SK Flashback: Bond with Lee spells danger for batsmen in 2003 World Cup
A clash between two-speed merchants can be an electrifying sight. At the 2003 World Cup, there was one such instance, with two fast bowlers straining to outdo the other. The hapless wielders of the willow kept ruing their fate on this day.
The St. George’s Park track was criticized for being slow, but two of the three fastest bowlers in the world took more than half the wickets on it. It’s all about putting the ball in the right place, said one of their tribe, Glenn McGrath. That is what Shane Bond and Brett Lee did in their fiery bursts, leaving the batsmen scorched and bruised.
A late bloomer, the 27-year-old Bond made rapid strides since he burst on the international scene in January 2002. He played a huge role in bundling Australia out from the ODI triangular series in his debut season.
Returning to the fray in the World Cup after a foot injury, he was again the nemesis of the reigning champions, whom Stephen Fleming put in on a slightly damp wicket. As Bond steamed in, the out-of-touch Matthew Hayden fidgeted for a while and then nicked one to Brendon McCullum behind the stumps.
Adam Gilchrist fired awhile before Bond rapped him on the pads right in front of the stumps. Bond had harangued Ricky Ponting on more than one occasion in the past and this time too he did not let the Australian captain settle down, getting him caught by Fleming.
Andre Adams intruded into Bond’s wicket-taking streak by picking up Darren Lehmann. Then Bond ended Damien Martyn’s brief resistance, having him caught at the wicket, after which he trapped Brad Hogg leg-before first ball.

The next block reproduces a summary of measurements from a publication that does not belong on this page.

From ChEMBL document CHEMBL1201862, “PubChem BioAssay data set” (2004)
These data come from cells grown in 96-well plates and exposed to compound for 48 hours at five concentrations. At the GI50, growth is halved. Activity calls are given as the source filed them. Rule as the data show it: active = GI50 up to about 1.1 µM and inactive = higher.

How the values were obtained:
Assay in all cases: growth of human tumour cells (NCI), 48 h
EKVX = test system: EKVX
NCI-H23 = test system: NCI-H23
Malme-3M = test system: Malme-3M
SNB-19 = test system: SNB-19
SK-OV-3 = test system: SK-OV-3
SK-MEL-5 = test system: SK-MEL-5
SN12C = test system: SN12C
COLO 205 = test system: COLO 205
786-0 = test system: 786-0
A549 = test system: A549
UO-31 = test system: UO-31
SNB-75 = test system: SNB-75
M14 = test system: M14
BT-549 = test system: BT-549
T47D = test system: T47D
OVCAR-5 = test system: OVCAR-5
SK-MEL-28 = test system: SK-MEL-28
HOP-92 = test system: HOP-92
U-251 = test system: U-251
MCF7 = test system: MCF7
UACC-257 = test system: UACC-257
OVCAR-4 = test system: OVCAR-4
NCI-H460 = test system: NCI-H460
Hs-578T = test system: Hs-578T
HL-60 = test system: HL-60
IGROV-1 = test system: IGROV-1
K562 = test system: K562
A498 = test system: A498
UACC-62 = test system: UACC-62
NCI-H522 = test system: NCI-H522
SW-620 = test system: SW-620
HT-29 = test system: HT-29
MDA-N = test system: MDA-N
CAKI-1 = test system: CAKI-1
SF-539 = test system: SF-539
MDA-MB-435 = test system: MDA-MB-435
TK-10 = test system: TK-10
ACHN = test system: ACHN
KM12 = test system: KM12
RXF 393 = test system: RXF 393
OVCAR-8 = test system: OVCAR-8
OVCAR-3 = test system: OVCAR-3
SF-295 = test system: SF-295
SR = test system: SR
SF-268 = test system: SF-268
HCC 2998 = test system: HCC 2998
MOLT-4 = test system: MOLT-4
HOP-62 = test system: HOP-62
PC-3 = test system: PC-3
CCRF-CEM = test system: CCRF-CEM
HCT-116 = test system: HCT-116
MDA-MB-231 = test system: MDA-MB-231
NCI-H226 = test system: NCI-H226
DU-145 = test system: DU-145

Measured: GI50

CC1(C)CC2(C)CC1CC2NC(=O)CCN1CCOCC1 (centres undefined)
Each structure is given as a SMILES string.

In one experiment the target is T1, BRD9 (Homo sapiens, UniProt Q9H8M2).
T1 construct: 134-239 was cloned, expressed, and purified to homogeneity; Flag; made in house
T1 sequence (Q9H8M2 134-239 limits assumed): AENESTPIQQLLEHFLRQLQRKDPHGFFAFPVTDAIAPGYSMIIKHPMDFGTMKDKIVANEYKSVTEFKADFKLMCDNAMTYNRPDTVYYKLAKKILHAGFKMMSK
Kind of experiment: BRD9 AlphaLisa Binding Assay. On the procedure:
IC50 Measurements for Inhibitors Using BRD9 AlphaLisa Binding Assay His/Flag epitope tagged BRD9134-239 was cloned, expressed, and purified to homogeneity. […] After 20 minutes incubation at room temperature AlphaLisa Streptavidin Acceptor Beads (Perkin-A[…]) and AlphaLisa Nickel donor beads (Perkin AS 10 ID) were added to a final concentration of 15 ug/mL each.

He knocked back Ian Harvey’s stumps, leaving the Trans-Tasman neighbors reeling at 84 for seven by the 27th over. But in the process he also completed his quota of 10 overs, and Michael Bevan and Andy Bichel dug in for the second time in the tournament to bail Australia out.
Bond’s six for 23 were the best figures for New Zealand in ODIs, ahead of Scott Styris’ six for 25 against the West Indies in 2002, and Richard Hadlee’s World Cup analysis of five for 25 against Sri Lanka in 1983.
While Lee was hit for 31 runs in his opening spell of five overs, McGrath picked up three early wickets. But Lee came back with a vengeance in the 23rd over to scythe through the lower half of the New Zealand batting as the ball began to reverse swing.
He forced top-scorer Fleming to top-edge a hook to Gilchrist. A lethal yorker thudded into the pads of McCullum, and another thunderbolt went through Jacob Oram, crashing into his stumps first ball.
Lee was on a hat-trick in the next over but was denied by Adams. Next ball, however, he castled the batsman, grabbing his third wicket in four balls. He ended the innings by taking a theatrical return catch off Bond’s bat.
Lee snatched five for 11 in his second spell of 4.1 overs, his first five-wicket haul in the World Cup. New Zealand folded for 112, their lowest-ever total in the premier event, and slumped to a 96-run defeat.
The two speedsters bowled at searing pace, but it was Bond who was awarded the man-of-the-match prize for rocking the champions. He had asserted his dominance over them once again, in a stretch that saw him capture 22 wickets in six matches, including two stints of five wickets, and one of four wickets.
Bond endeared himself to the cricket world with his smooth action, and even though his team lost, he stole the thunder from the faster Lee.
Australia: 208 for 9 wickets (50 overs), New Zealand 112 all out (30.1 overs) (CWC 2003)
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